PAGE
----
Profiling Changes and Change Actors
pro·fil·ing /ˈprōˌfīliNG/ noun
the recording and analysis of a person's psychological and behavioral characteristics, so as to assess or predict their capabilities in a certain sphere or to assist in identifying a particular subgroup of people. "we put everyone through psychometric profiling"
(Definitions from Oxford Languages) Profiling is often a controversial idea because it is variously interpreted as "categorizing" or "stereotyping". As categorization, it intends to highlight selection or alignment based on qualifications. As stereotyping it is sensed as a warning or criticism based on expectations.
Both things can be true at the same time -- but we approach profiling carefully in that we want to know what the motivation is for doing it, before we are willing to join in or accept it.
In a neutral sense, however, profiling is just a tool used to help create a model. Any model has the same basic purpose: it demonstrates the proposed coherence of a set of elements and relationships.
In that effort, a profile gives a description of the properties or attributes of something that allow us to see why it should be considered for inclusion or exclusion. The subject of a profile is not necessarily a person; it may just as easily be an event, an activity, a condition, or an environment.
When we are managing an intentional change, there is a constellation of ideas in place that include things like process, risk, effectiveness, value, and other ideas related to a sense of form, function, and order. In fact, it is largely the case that "management" is brought to a change to explicitly bring about those things with some logical predictability.
The change logic is the coherence supplied in the overall model of the change effort, and at the high level that logic says "If A, then B"... Profiling identifies and verifies what "A" should be and what "B" should be. The change logic says, "if we are going to accomplish an effect like type B, then we are going to want to include and relate an element like type A."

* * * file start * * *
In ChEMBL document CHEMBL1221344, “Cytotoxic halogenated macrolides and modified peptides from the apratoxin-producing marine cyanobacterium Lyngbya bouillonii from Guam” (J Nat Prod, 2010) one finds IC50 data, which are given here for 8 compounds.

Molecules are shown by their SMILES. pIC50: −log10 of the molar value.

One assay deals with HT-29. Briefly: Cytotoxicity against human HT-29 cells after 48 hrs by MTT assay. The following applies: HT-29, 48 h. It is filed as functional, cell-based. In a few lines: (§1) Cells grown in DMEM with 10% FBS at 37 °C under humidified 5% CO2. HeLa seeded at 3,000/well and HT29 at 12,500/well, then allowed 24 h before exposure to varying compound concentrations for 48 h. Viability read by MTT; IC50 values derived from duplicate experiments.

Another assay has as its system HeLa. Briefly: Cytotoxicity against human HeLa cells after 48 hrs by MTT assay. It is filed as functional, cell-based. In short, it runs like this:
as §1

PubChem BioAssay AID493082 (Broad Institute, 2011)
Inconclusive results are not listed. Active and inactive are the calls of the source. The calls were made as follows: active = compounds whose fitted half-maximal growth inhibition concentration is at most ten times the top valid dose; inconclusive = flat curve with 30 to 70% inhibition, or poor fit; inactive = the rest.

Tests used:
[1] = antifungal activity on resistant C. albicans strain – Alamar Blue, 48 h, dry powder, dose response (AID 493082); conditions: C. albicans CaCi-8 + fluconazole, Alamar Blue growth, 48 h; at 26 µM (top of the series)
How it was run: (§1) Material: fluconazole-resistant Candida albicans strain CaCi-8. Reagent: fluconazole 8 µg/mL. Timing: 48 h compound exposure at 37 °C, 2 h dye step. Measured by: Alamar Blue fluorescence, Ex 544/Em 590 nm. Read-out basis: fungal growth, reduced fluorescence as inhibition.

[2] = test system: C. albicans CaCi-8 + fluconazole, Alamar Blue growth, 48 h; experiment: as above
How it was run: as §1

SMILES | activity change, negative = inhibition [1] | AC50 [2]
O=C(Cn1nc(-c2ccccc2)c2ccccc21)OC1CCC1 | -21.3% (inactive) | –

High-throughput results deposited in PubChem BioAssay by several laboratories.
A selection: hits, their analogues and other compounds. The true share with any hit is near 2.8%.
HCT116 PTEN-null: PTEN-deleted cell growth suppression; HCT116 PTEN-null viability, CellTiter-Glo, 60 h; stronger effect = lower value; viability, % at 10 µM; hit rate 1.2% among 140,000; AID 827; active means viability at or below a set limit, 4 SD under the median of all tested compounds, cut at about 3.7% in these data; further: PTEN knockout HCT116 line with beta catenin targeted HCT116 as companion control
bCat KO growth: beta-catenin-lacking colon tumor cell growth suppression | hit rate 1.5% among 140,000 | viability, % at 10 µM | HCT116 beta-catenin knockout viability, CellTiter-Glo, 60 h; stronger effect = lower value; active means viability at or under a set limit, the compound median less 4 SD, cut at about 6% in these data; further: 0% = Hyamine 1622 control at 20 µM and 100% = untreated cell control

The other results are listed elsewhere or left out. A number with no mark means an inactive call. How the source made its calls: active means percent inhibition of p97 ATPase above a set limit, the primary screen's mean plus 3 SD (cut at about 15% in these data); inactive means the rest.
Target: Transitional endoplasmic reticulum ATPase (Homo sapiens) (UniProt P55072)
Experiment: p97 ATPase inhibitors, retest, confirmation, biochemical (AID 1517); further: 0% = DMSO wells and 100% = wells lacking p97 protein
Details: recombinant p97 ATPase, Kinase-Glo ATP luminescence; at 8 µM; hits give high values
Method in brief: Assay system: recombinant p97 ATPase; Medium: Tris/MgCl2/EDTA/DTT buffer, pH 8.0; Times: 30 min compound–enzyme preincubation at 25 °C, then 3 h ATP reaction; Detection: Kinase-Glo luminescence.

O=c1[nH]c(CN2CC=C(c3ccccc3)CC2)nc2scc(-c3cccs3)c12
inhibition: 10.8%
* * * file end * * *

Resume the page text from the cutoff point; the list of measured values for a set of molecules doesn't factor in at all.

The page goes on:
A profile is simply a selected group of qualities that are packaged for consideration as a unit, of a certain type. It makes sense both logically and historically (empirically) that certain types of effects correlate strongly with certain types of influences. As change managers, we are usually concerned with how a personal actor will affect the outcome of a desired change effort. We immediately look for certain types of actors that correlate strongly with positive outcomes in certain types of change (efforts). And we arrange both organizations and efforts accordingly.
We discover "qualified" actors (matching types) by looking for certain characteristics in terms of behavior. We discover, through measuring (both quantitatively and qualitatively) that certain types (profiles) of change efforts have more preferable outcomes when certain types of actors are responsible for and within the effort.
Why so much emphasis above on restating the obvious?
The reason for that is to reinforce the difference between what is done from why it is done.
Teams, tactics, and strategies are all modeled for "effectiveness" and management is held accountable for influences on that effectiveness.
Profiles describe the logic of the change effort by composing the model used to demonstrate why the effort will be effective. Profiles of change types associate with profiles of change actors and their interactions in roles.
Management accountability is directly served by using profiles to help discover, decide, design and deploy the effort needed for the intended change.
(c) 2020 malcolm ryder / changebridge llc